"A gifted individual who completely lost touch with the abilty to put together a coherent project after his second feature..."
A quote from a review of Malick's The Tree Of Life, but it could just as well be about Nas. I shan't be listening to his new song, but I feel like eating off some Nas-related traffic today all the same so let's see how this analogy pans out : Lanton Mills as the demo joints like Life Is Like A Dice Game and The Understanding, Badlands as Illmatic, Days Of Heaven as It Was Written, the original script for Great Balls Of Fire as The Firm (a compliment as I like both, although their success depends on the other performers involved), the mythical uncut version of The Thin Red Line as the original I Am double album, The New World as Street's Disciple, and The Tree Of Life as some sort of neverending mash-up of Hip Hop Is Dead, Untitled and whatever the album with the spawn of Bob Marley was called.
A not entirely successful cinema-to-rap parallel since there's no room for Nastradamus, Stillmatic and God's Son, but, Thief's Theme aside, would be the world really be that worse a place if those three albums were suddenly eradicated from history by a specialist time-cop team consisting of Biff Tannen and Aaron & Abe from Primer at the expense of a tuesday afternoon post on The Martorialist?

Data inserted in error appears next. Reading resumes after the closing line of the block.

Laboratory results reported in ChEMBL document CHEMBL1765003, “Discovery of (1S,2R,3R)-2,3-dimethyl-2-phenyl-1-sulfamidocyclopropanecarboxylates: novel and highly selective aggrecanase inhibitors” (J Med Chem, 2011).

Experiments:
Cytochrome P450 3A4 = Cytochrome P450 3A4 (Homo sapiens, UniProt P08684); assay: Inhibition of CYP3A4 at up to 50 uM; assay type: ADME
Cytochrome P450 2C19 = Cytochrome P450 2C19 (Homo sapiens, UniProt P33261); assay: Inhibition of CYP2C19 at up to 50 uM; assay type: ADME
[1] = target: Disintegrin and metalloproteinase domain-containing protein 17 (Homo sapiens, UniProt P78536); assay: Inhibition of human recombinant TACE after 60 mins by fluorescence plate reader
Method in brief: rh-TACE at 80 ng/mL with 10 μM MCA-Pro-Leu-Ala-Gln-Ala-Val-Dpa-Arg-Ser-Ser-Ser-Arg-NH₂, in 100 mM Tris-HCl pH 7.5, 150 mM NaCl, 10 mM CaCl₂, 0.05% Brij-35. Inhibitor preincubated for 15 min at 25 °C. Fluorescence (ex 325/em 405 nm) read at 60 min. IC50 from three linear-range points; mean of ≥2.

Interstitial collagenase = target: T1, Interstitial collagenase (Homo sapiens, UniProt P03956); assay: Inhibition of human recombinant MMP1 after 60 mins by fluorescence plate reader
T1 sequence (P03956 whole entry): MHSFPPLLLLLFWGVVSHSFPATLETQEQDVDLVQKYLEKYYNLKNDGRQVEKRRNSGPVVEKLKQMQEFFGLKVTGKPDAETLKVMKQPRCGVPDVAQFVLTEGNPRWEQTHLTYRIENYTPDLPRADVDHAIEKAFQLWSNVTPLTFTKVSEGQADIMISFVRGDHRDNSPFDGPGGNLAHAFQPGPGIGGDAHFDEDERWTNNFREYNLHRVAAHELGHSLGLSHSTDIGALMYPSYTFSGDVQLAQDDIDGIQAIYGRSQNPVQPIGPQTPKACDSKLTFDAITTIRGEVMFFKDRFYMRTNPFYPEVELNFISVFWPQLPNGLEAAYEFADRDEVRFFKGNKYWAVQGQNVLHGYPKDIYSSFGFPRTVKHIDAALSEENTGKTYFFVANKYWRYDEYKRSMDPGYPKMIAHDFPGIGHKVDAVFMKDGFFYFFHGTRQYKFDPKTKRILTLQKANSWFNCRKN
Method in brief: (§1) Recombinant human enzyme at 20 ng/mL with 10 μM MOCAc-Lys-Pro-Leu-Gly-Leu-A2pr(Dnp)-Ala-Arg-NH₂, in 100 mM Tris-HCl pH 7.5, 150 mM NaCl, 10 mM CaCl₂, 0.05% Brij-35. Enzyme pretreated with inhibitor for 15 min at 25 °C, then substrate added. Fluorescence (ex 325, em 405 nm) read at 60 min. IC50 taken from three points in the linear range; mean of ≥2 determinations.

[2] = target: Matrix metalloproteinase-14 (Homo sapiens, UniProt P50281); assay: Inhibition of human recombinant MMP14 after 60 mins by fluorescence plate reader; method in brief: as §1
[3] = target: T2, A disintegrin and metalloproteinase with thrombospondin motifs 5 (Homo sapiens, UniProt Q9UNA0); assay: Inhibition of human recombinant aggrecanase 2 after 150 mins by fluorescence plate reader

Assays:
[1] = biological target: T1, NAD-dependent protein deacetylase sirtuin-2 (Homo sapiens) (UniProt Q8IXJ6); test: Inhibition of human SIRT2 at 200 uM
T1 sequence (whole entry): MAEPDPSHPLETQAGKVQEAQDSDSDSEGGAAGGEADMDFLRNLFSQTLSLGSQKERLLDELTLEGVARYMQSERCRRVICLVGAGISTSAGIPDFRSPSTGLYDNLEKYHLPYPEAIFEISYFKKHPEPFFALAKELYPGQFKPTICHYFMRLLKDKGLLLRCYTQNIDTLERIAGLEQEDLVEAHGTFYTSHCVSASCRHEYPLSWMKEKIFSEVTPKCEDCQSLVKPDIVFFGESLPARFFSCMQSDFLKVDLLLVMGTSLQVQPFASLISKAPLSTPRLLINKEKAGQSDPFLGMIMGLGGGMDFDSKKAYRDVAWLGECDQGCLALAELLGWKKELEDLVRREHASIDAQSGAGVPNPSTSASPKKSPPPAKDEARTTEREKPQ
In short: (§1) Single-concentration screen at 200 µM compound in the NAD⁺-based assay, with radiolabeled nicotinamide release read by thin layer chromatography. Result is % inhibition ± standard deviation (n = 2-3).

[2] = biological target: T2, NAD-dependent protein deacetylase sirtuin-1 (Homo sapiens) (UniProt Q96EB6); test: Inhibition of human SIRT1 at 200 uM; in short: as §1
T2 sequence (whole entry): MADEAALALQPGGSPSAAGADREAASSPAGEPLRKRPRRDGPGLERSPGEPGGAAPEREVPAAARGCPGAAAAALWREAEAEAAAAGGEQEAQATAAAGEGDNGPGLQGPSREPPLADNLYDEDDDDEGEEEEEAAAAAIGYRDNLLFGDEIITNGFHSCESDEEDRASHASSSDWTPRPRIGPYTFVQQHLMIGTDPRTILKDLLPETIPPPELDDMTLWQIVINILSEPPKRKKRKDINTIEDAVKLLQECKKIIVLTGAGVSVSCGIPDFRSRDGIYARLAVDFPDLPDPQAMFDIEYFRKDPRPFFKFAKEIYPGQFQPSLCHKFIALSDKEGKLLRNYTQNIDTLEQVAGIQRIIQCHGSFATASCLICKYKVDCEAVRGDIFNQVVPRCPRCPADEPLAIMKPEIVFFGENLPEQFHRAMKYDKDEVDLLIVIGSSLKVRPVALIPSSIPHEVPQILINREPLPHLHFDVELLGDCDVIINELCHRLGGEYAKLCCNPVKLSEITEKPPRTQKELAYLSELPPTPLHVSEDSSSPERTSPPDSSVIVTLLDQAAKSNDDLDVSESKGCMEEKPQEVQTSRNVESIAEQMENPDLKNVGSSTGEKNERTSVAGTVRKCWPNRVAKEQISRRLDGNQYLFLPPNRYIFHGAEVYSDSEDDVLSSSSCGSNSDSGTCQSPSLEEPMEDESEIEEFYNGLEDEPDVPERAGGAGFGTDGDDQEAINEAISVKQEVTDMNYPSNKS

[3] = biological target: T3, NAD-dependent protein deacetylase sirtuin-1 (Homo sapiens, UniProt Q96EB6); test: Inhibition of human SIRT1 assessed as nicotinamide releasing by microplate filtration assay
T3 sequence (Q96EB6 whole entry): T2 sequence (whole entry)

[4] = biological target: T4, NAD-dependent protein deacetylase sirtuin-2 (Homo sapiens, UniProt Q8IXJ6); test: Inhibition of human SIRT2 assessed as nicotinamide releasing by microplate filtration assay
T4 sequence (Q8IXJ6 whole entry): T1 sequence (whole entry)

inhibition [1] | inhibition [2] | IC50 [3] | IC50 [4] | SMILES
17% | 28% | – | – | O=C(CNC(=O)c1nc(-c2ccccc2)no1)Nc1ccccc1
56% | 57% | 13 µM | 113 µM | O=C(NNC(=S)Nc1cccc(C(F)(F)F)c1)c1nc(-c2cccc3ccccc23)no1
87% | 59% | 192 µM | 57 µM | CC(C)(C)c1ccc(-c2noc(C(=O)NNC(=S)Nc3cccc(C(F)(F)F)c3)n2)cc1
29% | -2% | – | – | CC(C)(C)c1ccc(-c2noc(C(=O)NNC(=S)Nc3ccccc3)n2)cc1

A friend happened to be playing Stillmatic when I was in the car with him recently (no Ma$on Betha/Mister Cee) and even songs I dug back in 2001 like the intro, You're Da Man, 2nd Childhood and Rule just sound so completely humdrum a decade later. The Flyest with AZ is still pretty great, although it's only when Nas trades lines with AZ during the last verse that he isn't persona non grata on his own shit because that sounding-like-a-first-draft-of-I Can-which-was-subsequently-binned solo verse of his employs a barely interested delivery which is pure "l-l-leave..him..a-lone, Ram"-rap and, lyrically, it's a clumsy shambles which doesn't relate to anything else laid down in the preceding 1:48 and proceeding 1:55 of the song whatsoever; As for One Mic, yes, he pulled off the first successful example of Slint-rap, but, I'm far more likely to jam What's Going On, Black by Azie or Lil B rapping from the perspective of the curbs he talks to in Good Morning over the One Mic instrumental on I Am The Hood any time I need a quick dose of In The Air Tonight-derived rap nowadays because, y'know, at least neither song are going to remind me of drug-addled faux-rastamon twins from Toronto wittering on about someone as cretinous as Nas being a "revolutionary thug-poet" or garden variety Nas fanboy dullards arguing about whether he beat Jay-Z as they netcee to instrumentals of Nas Is Like in Youtube comment sections :
Lil B - I Am The Hood (2009)
In conclusion, Nas and Malick are both equally overrated, Lil' Kim's The Naked Truth album which The Source awarded 5 Mics to in 2005 was probably way more deserving of the rating than Stillmatic, and Luv Me, Luv Me by Shaggy totally obliterates Welcome To Jamrock and the entire discography of the Marley family.